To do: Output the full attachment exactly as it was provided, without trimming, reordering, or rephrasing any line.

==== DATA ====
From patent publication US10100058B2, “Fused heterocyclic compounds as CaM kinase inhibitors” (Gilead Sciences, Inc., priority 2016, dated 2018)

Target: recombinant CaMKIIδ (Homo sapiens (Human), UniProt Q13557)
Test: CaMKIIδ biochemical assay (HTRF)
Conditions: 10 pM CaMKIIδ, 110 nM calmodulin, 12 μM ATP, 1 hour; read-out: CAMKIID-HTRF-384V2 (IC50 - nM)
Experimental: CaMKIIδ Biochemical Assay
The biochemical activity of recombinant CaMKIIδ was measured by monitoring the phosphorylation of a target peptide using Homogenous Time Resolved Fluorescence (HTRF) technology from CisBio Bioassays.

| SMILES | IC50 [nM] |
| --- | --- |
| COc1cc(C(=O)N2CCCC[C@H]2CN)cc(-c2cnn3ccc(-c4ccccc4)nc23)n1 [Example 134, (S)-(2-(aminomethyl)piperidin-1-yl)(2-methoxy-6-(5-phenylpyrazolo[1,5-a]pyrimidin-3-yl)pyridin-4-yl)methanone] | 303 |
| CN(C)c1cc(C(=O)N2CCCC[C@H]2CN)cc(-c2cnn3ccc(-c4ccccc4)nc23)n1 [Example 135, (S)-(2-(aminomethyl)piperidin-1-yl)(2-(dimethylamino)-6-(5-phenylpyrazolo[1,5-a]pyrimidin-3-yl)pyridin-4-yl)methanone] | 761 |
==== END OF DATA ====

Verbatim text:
From patent publication US10100058B2, “Fused heterocyclic compounds as CaM kinase inhibitors” (Gilead Sciences, Inc., priority 2016, dated 2018)

Target: recombinant CaMKIIδ (Homo sapiens (Human), UniProt Q13557)
Test: CaMKIIδ biochemical assay (HTRF)
Conditions: 10 pM CaMKIIδ, 110 nM calmodulin, 12 μM ATP, 1 hour; read-out: CAMKIID-HTRF-384V2 (IC50 - nM)
Experimental: CaMKIIδ Biochemical Assay
The biochemical activity of recombinant CaMKIIδ was measured by monitoring the phosphorylation of a target peptide using Homogenous Time Resolved Fluorescence (HTRF) technology from CisBio Bioassays.

| SMILES | IC50 [nM] |
| --- | --- |
| COc1cc(C(=O)N2CCCC[C@H]2CN)cc(-c2cnn3ccc(-c4ccccc4)nc23)n1 [Example 134, (S)-(2-(aminomethyl)piperidin-1-yl)(2-methoxy-6-(5-phenylpyrazolo[1,5-a]pyrimidin-3-yl)pyridin-4-yl)methanone] | 303 |
| CN(C)c1cc(C(=O)N2CCCC[C@H]2CN)cc(-c2cnn3ccc(-c4ccccc4)nc23)n1 [Example 135, (S)-(2-(aminomethyl)piperidin-1-yl)(2-(dimethylamino)-6-(5-phenylpyrazolo[1,5-a]pyrimidin-3-yl)pyridin-4-yl)methanone] | 761 |